The Oklahoma City Thunder, who went on a 14-2 scoring run in the early minutes of the third quarter to temporarily silence the Miami Heat faithful, collapsed in the last quarter and a half to lose last night to the Heat, 91-85, at American Airlines Arena. Miami now takes a 2-1 series lead into Game 4 on Tuesday.
The absence of the Thunder’s Kevin Durant, who was benched after committing his fourth personal foul just under six minutes into the third period, permitted Miami to go to work, throwing the momentum back their way. While surmounting the Thunder’s then ten-point lead, the Heat went on their own impressive run that, by the end of the game, amounted to a 16-point swing. Adding fuel to the Heat’s fire was the curious decision by Oklahoma City’s head coach Scott Brooks to bench guard Russell Westbrook (19 points on the evening) with five minutes in the game, leaving both he and Durant off the floor at a critical juncture.
Two statistics were particularly meaningful in this game’s outcome: though they only hit just over 37% of their field goals, Miami got to the free throw line an impressive 35 times and made 31 (89%), while Oklahoma City hit only 15 for 24 from the charity stripe. Emblematic of the Thunder’s struggles at the line was Durant, who, for the first time in recent memory, threw up two consecutive misses. For a team who led the NBA in free-throw percentage during the regular season, missing seven + free throws in each of the Finals contests is indication that the youthful team is feeling the pressure.
Also, the Heat finally turned up the temperature on their transition game last night—and in a major improvement over their performance in a Game 1 loss, scored 19 fast break points to the Thunder’s 11. Miami was also impressive on the boards—pulling down 45 rebounds to Oklahoma City’s 38. The Heat also convincingly won the battle for points in the paint – 46 to 42.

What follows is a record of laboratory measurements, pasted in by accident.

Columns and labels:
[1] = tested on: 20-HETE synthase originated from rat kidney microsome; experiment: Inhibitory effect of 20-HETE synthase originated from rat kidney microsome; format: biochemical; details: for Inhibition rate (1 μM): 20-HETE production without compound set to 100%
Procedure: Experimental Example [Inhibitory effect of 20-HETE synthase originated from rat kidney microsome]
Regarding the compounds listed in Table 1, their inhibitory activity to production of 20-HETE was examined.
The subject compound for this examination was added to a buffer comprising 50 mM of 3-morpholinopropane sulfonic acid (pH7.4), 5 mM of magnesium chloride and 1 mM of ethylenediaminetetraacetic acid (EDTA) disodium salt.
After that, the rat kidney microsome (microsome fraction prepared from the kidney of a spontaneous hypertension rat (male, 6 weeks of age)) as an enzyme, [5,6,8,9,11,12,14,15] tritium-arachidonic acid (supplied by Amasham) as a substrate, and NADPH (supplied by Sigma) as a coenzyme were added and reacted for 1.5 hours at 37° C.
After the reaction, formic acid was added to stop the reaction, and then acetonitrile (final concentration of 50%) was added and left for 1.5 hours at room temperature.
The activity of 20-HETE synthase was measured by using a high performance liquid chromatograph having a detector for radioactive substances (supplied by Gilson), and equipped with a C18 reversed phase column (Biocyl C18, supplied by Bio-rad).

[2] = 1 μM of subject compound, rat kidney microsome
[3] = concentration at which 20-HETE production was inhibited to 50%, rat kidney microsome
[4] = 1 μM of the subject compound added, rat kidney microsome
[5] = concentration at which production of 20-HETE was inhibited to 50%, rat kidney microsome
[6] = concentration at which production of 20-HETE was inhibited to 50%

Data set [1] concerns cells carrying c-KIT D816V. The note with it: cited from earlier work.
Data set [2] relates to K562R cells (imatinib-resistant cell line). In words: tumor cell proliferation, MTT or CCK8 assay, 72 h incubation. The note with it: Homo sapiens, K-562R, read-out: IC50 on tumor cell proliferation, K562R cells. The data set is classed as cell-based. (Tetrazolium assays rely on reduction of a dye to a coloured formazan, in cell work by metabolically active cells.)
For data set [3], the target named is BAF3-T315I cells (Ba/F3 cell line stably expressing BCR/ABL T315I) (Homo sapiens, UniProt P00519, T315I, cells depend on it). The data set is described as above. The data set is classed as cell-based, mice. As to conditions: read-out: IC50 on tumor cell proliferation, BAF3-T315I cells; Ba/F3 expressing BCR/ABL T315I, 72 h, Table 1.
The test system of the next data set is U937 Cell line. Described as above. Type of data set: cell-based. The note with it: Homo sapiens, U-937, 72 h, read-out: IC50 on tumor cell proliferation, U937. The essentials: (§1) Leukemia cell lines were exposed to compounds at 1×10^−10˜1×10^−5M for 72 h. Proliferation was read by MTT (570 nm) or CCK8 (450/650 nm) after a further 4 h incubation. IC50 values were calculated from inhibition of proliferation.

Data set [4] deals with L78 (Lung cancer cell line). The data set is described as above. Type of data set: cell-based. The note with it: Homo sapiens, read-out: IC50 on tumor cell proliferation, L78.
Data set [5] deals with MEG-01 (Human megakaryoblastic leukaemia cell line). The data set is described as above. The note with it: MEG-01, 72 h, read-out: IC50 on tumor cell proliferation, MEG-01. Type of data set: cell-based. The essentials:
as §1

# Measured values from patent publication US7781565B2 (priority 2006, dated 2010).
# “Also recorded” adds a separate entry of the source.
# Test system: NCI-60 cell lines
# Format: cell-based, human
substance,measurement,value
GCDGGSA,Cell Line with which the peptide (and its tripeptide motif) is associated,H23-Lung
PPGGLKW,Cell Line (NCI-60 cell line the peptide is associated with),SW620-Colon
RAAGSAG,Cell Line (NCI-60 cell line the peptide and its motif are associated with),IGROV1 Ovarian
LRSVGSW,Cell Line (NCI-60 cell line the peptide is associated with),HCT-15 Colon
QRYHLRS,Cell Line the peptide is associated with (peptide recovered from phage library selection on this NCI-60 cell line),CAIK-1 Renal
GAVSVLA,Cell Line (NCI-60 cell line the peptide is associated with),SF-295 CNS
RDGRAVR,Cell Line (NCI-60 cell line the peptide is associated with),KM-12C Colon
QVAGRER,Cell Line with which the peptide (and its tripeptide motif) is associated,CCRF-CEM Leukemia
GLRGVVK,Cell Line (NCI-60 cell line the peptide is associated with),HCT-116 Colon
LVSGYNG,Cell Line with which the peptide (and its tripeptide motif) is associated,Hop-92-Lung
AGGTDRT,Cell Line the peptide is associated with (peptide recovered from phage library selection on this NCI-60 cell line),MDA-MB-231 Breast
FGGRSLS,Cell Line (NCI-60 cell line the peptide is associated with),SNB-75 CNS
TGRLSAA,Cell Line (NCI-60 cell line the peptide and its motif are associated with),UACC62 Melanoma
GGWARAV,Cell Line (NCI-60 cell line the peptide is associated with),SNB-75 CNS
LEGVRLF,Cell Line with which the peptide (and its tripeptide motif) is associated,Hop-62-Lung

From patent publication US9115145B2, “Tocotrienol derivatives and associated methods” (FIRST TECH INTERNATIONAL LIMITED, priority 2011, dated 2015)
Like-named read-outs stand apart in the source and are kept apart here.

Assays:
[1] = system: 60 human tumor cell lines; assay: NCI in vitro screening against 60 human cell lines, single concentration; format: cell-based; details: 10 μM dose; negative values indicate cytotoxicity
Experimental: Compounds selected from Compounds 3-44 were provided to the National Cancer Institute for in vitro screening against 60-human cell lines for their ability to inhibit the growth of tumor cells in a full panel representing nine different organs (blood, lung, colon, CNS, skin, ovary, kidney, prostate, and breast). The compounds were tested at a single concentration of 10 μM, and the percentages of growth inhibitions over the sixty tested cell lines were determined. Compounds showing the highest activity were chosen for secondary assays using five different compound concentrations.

The Thunder didn’t help their cause any while surrendering their double-digit lead in the third period with two inexplicable three-point shooting fouls against Miami. Shane Battier was fouled by Oklahoma City’s Serge Ibaka behind the arc, and not 30 seconds later, James Jones was hacked by Derek Fisher, which collectively resulted in six free Miami points. And speaking of shots from behind the arc, the Thunder were ice-cold—hitting only 4-of-18 for the game, which neutralized the possibility that they might capitalize on Miami’s sloppy ball handling, which gave up nine turnovers in the fourth quarter alone.
Additionally, Oklahoma City, who had protected the ball proficiently well into the third period (a total of six turnovers in that time), started to lose the handle on it when Miami stepped up their defense inside and forced the Thunder back into a perimeter shooting offense—in addition to causing several bad turnovers on Oklahoma City’s part. For instance, the Heat’s Dwyane Wade and LeBron James combined for an 8-0 run midway through the fourth period and highlighted the burst with consecutive three-point plays in transition—both of which came as the result of Thunder turnovers.
Miami’s James led all scorers with 29 points, and Wade added 25, as did Kevin Durant for Oklahoma City. But the Thunder, ordinarily a great passing team, could only manage a paltry eight assists, and they got strongly outpaced by the Heat in second-chance points.
Oklahoma City is only 2-7 in the playoffs when they score fewer than 90 points, and though they got a nice double-double from big man Kendrick Perkins (10 points & 12 rebounds), their bench only contributed 20 points and eight rebounds.
On the other hand, Miami’s Chris Bosh was well-defended for the night, notching only ten points while grabbing 11 rebounds. But if Oklahoma City wants to stay in this series, they have to pay more attention to the fundamentals and muscle the Heat more inside. And psychologically, the Thunder have been acting too tentative when Durant and Westbrook aren’t on the floor and are easily thrown back on their heels if LeBron and company start turning up the heat.
James, whose strong play in the fourth period was a good sign for the Heat, was stoical afterward. “I’m just trying to make game-changing plays, and whatever it takes for our team to win, [I’m] just trying to step up in key moments and be there for my teammates,” the NBA regular season MVP said.